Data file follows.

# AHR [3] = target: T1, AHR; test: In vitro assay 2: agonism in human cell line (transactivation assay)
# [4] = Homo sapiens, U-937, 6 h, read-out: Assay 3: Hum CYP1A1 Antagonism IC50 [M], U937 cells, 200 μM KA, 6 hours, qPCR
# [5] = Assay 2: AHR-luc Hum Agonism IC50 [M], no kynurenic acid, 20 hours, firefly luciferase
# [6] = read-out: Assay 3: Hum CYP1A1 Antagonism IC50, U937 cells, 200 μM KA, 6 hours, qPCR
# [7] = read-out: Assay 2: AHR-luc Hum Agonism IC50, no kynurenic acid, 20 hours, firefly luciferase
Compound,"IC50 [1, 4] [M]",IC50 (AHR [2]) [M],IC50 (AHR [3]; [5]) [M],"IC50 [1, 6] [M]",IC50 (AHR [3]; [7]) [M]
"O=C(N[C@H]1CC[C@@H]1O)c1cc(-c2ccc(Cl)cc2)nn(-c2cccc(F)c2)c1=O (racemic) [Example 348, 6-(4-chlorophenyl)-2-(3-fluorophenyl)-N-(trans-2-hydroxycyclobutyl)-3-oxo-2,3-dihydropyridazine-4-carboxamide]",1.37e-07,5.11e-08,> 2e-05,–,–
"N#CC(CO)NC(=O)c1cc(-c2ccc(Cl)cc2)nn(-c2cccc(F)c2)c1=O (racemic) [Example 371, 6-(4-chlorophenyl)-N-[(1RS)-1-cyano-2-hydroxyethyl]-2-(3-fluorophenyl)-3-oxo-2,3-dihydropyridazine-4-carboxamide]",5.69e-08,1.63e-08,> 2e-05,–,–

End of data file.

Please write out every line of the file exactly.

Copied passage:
# AHR [3] = target: T1, AHR; test: In vitro assay 2: agonism in human cell line (transactivation assay)
# [4] = Homo sapiens, U-937, 6 h, read-out: Assay 3: Hum CYP1A1 Antagonism IC50 [M], U937 cells, 200 μM KA, 6 hours, qPCR
# [5] = Assay 2: AHR-luc Hum Agonism IC50 [M], no kynurenic acid, 20 hours, firefly luciferase
# [6] = read-out: Assay 3: Hum CYP1A1 Antagonism IC50, U937 cells, 200 μM KA, 6 hours, qPCR
# [7] = read-out: Assay 2: AHR-luc Hum Agonism IC50, no kynurenic acid, 20 hours, firefly luciferase
Compound,"IC50 [1, 4] [M]",IC50 (AHR [2]) [M],IC50 (AHR [3]; [5]) [M],"IC50 [1, 6] [M]",IC50 (AHR [3]; [7]) [M]
"O=C(N[C@H]1CC[C@@H]1O)c1cc(-c2ccc(Cl)cc2)nn(-c2cccc(F)c2)c1=O (racemic) [Example 348, 6-(4-chlorophenyl)-2-(3-fluorophenyl)-N-(trans-2-hydroxycyclobutyl)-3-oxo-2,3-dihydropyridazine-4-carboxamide]",1.37e-07,5.11e-08,> 2e-05,–,–
"N#CC(CO)NC(=O)c1cc(-c2ccc(Cl)cc2)nn(-c2cccc(F)c2)c1=O (racemic) [Example 371, 6-(4-chlorophenyl)-N-[(1RS)-1-cyano-2-hydroxyethyl]-2-(3-fluorophenyl)-3-oxo-2,3-dihydropyridazine-4-carboxamide]",5.69e-08,1.63e-08,> 2e-05,–,–